Within the broader global macro strategy, CTAs are distinct for what might be termed their agnosticism. Unlike their discretionary, thematic counterparts, trend followers are gen er ally not in the practice of adopting a worldview and then constructing a portfolio around it. Rather, they are empiricists, designing their systems to be based on observed price behavior. The process of identifying trends is, by its nature, data­driven. It follows that in systematic trading, portfolio decisions are based on quantitative models rather than human judgment. However, the trading decisions made by these models are often intuitive despite the “black box” reputation of the strategy.

    In Inside the Black Box, Rishi Narang observes:

    The connotation of opaqueness still persists today whenever the term black box is used. Most commonly in the sciences and in finance, a black box refers to any system that is fed inputs and produces outputs, but whose inner workings are either unknown or unknowable… for the most part, quantitative trading strategies are in fact clear boxes that are far easier to understand in most respects than the caprice inherent to most human decision making.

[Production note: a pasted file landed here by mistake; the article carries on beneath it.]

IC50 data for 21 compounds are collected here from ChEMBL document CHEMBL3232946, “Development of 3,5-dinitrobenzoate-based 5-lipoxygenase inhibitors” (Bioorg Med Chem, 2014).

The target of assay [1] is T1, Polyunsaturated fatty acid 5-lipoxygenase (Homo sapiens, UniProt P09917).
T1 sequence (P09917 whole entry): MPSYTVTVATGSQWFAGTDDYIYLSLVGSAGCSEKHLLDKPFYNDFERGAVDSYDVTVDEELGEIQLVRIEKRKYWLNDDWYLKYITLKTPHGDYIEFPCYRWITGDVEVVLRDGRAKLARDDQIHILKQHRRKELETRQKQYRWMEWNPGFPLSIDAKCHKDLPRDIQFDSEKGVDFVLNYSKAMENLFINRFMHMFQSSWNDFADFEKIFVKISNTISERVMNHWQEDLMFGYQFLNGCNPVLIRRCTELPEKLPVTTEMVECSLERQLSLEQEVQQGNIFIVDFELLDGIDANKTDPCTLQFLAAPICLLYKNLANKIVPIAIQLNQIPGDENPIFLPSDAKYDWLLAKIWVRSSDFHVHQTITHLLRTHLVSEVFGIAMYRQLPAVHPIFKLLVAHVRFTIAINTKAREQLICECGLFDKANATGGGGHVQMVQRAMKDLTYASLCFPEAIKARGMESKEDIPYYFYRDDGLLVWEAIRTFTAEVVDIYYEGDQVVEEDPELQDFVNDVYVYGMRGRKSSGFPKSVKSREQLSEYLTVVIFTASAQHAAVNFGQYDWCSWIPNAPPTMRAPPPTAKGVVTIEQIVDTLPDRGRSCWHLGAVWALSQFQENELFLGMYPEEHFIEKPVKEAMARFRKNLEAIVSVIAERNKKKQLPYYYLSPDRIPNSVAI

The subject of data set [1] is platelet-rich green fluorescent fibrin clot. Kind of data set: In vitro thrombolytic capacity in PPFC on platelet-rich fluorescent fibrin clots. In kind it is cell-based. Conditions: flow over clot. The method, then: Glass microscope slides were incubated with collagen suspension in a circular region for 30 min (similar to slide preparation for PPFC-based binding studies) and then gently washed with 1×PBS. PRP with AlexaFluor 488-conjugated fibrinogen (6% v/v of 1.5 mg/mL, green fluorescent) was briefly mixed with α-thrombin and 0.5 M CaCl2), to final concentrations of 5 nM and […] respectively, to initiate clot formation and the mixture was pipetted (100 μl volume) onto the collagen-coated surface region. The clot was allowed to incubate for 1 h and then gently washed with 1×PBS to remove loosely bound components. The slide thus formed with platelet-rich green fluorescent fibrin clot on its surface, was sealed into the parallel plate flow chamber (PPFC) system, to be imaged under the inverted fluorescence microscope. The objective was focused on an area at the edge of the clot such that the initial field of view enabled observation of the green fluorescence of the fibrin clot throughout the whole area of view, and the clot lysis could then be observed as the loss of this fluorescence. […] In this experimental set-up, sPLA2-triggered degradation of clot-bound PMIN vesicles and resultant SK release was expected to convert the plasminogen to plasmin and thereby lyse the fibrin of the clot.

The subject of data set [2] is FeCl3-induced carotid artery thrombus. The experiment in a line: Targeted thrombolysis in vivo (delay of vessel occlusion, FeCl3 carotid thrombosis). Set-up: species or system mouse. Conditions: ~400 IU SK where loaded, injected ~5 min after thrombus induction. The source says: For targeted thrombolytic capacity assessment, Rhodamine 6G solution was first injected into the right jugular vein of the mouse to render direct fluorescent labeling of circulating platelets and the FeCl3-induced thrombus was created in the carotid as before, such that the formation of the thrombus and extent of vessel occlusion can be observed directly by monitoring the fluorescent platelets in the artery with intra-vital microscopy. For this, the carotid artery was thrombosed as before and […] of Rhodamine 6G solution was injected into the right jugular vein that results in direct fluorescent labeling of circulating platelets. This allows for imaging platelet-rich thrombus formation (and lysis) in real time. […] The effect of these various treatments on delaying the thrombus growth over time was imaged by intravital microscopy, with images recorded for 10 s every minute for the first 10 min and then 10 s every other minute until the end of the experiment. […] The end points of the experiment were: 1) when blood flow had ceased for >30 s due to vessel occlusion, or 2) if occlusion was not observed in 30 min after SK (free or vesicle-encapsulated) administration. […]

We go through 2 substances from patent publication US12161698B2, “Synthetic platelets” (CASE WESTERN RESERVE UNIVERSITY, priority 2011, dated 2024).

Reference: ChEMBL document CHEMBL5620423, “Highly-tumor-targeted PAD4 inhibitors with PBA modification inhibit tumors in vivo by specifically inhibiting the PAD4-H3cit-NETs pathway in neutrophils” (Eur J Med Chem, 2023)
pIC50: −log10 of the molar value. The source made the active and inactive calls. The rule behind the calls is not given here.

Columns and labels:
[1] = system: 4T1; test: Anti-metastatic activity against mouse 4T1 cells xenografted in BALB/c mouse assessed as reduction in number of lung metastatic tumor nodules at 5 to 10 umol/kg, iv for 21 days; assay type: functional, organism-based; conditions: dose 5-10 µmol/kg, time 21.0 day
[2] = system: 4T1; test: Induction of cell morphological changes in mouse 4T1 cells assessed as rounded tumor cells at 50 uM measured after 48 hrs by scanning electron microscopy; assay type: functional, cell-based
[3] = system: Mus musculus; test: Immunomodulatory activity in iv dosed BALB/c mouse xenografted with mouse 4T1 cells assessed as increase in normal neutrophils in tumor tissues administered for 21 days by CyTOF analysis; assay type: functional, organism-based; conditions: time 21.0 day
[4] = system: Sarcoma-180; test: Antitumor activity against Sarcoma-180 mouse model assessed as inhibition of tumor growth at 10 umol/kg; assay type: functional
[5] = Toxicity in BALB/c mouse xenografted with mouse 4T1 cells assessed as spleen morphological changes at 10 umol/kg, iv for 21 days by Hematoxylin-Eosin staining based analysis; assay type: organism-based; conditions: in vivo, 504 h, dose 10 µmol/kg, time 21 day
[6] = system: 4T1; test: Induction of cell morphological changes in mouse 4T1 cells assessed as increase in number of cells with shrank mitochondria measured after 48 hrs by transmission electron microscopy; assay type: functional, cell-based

Narang’s point is not trivial: the algorithm’s role in the CTA investment process is not to replace or remove manager discretion, but instead to formalize it. Even for strategies where the role of the “machine” is relatively large, a human com­ ponent is not absent. The systematic investment approach requires back­testing, rigorous questioning of assumptions and continual development and refinement. It may also require overriding model­generated trade signals in extra­ ordinary circumstances. All of these are expressions of a manager’s judgment.

    While many institutional investors have historically been skeptical of CTAs, that view appears to be changing. In fact, according to hedge fund database BarclayHedge, CTA assets under management as of September 2011 now exceed $320 billion, larger than any other hedge fund strategy type. A primary driver of this growth is the historical ability of CTAs to deliver significant diversification benefits to institutional portfolios, particularly during periods of market stress.

    In the sections that follow we will provide an empirical basis for understanding the drivers of returns in the strategy, and present historical evidence that supports the role of managed futures in an institutional policy portfolio.

    Understanding the Managed Futures Strategy and its Role in an Institutional Policy Portfolio

    1 Although Commodity Trading Advisors include investment firms that pursue other types of strategies, including physical commodities and commodities futures, for purposes of this white paper, we will refer to managers who offer managed futures funds as “CTAs.”

  • 2Commonfund Hedge Funds March 2012